Don’t count right-wing populism out. While technocrats have seen their fortunes rise under lockdown, the sense of national decline and disarray that first brought leaders like Donald Trump to power still has a bright future.
Arthur Borriello is a postdoctoral researcher of the Fonds de la Recherche Scientifique (F.R.S.–FNRS) affiliated with the Université Libre de Bruxelles (ULB Cevipol). His research focuses on the political management of the economic crisis within the Euro area and on the upsurge and transformations of populist movements in Southern Europe.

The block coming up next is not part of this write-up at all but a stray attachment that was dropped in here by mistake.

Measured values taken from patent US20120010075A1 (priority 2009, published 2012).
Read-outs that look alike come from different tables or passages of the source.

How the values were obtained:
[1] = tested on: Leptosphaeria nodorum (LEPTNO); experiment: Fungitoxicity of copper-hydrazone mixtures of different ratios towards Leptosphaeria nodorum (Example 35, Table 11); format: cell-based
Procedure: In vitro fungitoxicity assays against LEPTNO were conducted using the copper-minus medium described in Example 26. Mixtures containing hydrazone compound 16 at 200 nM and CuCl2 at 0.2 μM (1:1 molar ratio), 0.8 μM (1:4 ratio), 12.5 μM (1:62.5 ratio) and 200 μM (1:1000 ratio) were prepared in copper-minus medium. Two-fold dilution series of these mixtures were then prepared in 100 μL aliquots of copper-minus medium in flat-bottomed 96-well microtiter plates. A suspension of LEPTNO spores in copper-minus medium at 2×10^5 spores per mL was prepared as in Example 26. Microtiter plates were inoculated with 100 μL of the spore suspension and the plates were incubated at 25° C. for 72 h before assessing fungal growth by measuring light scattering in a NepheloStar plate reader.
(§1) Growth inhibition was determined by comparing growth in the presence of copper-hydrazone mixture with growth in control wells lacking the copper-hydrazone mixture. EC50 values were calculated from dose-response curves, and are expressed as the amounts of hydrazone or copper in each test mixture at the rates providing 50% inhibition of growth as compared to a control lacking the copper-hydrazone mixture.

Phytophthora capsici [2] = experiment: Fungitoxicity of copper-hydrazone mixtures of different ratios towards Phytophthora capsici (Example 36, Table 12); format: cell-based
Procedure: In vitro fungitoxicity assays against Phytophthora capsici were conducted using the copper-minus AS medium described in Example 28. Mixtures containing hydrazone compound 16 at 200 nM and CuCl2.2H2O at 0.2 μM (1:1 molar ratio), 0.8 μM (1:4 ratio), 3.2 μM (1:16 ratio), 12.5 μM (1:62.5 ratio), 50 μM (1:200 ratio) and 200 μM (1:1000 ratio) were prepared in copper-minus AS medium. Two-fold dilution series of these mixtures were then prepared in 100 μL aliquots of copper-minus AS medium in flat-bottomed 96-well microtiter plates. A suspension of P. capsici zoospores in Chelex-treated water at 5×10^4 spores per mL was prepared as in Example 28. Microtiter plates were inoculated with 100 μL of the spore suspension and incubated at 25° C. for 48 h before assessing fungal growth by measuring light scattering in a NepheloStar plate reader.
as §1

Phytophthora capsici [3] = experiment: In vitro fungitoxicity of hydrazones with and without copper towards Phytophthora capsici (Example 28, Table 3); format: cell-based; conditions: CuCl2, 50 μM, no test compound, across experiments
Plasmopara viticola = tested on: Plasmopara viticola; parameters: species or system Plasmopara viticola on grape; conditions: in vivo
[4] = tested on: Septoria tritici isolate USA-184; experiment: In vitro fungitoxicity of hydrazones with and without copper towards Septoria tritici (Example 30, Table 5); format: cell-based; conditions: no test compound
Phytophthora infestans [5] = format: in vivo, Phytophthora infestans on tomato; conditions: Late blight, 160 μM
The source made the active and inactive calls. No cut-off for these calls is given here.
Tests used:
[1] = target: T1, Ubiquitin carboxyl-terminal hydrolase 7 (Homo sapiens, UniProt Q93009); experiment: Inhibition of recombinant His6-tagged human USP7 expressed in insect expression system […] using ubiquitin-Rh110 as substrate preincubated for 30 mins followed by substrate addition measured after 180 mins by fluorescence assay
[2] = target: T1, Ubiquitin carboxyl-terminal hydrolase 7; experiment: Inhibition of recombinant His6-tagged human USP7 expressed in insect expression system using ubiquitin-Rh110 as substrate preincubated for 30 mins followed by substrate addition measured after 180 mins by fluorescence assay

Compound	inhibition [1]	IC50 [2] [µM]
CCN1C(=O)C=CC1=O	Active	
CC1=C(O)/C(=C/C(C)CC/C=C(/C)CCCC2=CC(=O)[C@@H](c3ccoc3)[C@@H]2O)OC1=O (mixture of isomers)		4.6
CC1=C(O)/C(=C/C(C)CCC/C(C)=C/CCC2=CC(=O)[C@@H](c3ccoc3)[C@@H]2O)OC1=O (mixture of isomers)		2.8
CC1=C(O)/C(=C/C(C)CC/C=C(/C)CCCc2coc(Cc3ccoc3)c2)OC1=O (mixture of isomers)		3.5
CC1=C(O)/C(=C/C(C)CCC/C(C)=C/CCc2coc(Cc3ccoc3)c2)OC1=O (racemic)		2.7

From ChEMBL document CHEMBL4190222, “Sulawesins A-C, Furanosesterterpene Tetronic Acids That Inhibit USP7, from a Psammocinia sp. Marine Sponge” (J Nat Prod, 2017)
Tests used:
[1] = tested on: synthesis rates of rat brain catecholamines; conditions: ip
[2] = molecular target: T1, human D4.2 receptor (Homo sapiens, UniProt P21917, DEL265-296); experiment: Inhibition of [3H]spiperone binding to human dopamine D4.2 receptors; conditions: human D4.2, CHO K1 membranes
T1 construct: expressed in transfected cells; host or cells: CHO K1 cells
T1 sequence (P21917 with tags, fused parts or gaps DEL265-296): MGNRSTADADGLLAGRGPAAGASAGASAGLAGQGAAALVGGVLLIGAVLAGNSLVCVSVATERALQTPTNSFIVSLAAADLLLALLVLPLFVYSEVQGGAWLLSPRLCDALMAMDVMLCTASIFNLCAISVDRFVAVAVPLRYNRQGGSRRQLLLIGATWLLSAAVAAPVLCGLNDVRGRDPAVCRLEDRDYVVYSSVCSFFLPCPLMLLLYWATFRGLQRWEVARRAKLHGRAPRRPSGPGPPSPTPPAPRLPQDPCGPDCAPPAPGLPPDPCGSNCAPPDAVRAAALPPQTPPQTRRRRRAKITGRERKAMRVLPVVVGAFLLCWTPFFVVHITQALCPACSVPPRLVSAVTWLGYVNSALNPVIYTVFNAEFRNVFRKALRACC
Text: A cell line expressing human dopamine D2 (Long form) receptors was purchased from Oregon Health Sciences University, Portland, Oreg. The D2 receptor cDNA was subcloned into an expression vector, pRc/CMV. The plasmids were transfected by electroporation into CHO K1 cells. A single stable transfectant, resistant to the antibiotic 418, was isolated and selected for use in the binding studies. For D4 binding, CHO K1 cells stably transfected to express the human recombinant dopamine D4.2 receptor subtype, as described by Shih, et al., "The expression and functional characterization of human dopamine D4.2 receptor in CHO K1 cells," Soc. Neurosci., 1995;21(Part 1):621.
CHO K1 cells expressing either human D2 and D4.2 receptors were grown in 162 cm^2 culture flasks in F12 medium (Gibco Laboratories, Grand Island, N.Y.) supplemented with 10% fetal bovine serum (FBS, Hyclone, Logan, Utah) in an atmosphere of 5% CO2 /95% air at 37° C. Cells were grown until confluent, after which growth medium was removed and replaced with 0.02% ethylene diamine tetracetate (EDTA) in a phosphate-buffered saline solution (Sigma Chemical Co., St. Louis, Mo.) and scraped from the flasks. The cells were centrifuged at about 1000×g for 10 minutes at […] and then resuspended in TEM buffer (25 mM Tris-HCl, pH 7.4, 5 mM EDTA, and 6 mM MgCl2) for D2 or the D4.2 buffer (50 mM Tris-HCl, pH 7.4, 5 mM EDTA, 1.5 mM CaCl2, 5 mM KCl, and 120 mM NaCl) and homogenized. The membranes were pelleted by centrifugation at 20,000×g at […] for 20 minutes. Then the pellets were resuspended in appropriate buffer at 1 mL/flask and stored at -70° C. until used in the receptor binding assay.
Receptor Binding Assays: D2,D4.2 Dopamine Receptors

In just ten years, the Five Star Movement has risen from nowhere to become Italy’s leading party, and then collapsed again. Its volatile support and eclectic politics aren’t just an Italian quirk — they show how voter binds to political institutions are crumbling across the West.
Left populism is the new idiom of radical politics worldwide. It emerged as the answer to the problem of a weak and disorganized working class — but despite its electoral successes, that class remains weak and disorganized.